Beijing, CHINA – February 24, 2020: 12.30pm (IFJ): Chinese authorities have cancelled the press passes of three journalists from the Wall Street JournalÂ and given them five days to leave the country in retaliation for the publicationâ€™s recent opinion coverage on the novel coronavirus (COVID-19).
The International Federation of Journalists (IFJ) and its affiliates the Media, Entertainment and Arts Alliance (MEAA) and the National Writer Union (NWU) call on Chinaâ€™s leaders to reconsider such a move at a time of global concern and urged for the journalistsâ€™ visas to be reinstated.
The move to expel the three journalists follows the WSJâ€™s publication of an opinion piece on February 3 by Walter Mead entitled â€œChina is the Real Sick Man of Asiaâ€, which critically outlined several of the Chinese governmentâ€™s failings in its handling of the Wuhan Coronavirus epidemic.Â The Chinese government criticised the article, calling it racist and discriminatory and demanded an apology.
During a February 19 press conference, foreign ministry spokesperson Geng ShuangÂ announcedÂ it was revoking the press passes of WSJ deputy bureau chief, Josh Chin and reporters Chao Deng and Philip Wen, despite the fact that none worked on the article in question. Chin and Deng are American citizens, Wen is Australian. The Chinese authorities move to expel the journalists came just a day after aÂ decision by the United StatesÂ toÂ designate five major Chinese media outlets as government entities; specifically Xinhua News Agency, China Global Television Network (CGTN), China Radio International, the China Daily newspaper and the Peopleâ€™s Daily.
Shortly after the announcement by the ministry, William Lewis, publisher of the WSJ, apologised on the Dow Jones website for any offence caused by the article andÂ reaffirmed the strict divisionÂ between the WSJâ€™s news and opinion departments.
China continues to face widespread criticism over its response to the coronavirus outbreak, which began in Wuhan city in December, yet did not receive a formal acknowledgement or emergency-response from Chinese authorities until the third week of January.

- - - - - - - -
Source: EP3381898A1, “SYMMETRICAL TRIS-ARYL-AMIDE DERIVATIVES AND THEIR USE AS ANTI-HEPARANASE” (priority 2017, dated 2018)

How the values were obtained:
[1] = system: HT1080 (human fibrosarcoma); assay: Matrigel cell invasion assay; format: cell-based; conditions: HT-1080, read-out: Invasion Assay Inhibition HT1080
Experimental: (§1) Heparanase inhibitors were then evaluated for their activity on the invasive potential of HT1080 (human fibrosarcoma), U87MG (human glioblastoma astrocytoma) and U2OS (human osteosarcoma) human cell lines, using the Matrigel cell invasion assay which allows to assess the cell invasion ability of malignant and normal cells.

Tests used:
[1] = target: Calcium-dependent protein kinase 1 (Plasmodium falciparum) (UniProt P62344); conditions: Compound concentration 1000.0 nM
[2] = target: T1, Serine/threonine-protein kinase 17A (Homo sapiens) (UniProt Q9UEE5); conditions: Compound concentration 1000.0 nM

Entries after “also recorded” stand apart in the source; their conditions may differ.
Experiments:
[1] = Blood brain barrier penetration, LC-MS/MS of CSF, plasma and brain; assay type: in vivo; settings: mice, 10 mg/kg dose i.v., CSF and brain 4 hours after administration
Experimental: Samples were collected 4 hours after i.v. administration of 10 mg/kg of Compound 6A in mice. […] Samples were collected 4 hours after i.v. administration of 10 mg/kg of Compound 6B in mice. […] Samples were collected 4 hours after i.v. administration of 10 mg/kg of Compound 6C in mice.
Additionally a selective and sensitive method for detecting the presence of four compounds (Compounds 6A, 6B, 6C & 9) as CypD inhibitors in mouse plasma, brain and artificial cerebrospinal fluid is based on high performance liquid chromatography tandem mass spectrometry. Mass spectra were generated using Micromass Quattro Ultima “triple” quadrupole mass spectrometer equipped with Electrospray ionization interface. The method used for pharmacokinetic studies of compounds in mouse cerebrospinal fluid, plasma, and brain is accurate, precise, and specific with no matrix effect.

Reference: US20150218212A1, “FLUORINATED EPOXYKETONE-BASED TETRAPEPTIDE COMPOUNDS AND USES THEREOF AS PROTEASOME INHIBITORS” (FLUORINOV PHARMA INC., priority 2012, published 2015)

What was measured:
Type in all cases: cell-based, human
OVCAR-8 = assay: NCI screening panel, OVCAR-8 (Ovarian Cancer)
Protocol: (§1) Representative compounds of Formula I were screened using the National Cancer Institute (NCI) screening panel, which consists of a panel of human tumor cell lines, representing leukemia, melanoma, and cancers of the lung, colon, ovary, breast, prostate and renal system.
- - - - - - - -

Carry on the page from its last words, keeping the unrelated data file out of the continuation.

This was the first outright expulsion of a foreign correspondent since 1998, according to the Foreign Correspondents’ Club of China (FCCC), describing the move “an unprecedented form of retaliation against foreign journalists in China.” The FCC said inÂ a statementÂ that at least nine journalists that have been forced to leave China since 2013, either through direct expulsion or by non-renewal of visas by Chinese immigration. TheÂ most recent caseÂ in August 2019, involved Chun-han Wong a WSJ reporter and Singaporean national, who was denied a visa renewal following the publication of aÂ reportÂ on possible illegal activities committed by Xi Jinpingâ€™s cousin in Australia. Expelled journalist Philip Wen was also one of the authors of that report.
IFJâ€™s Australian affiliate, MEAA said, â€œNot only is the withdrawal of threeâ€™s press credentials an excessive and unnecessary action but it is also an assault on press freedom â€“ particularly at a time when the world is looking at China for strength and leadership.â€
MEEA further urges the Chinese government â€œto find a more constructive and cooperative approach to express its concerns about the opinion article that has caused offence.â€
The IFJâ€™s United States affiliate, NWU said, “Ordering three journalists to leave China, in the midst of a health crisis where the world is following every development, reflects the heightened tensions between the US and China. We request these press credentials be restored as limits on press freedom do not serve the needs of a world in search of answers to this immediate crisis.”
The IFJ said:Â â€œThis move shows the efforts the Chinese authorities are prepared to take in a bid to stem negative coverage of the coronavirus both in China and globally. Despite there being no direct link from the piece in question to the journalists, China has now ejected three senior journalists with no due cause. The end result can only be seen as an excuse to shut down all WSJ coverage and send a very intimidating message to any other foreign journalists in China and their media companies. The IFJ calls on the Chinese government to acknowledge the apology and statements made by the WSJ and allow the journalists to remain in China to provide vital reporting not only on the coronavirus but the other important reporting that sheds light on all aspects of China to the rest of the world.â€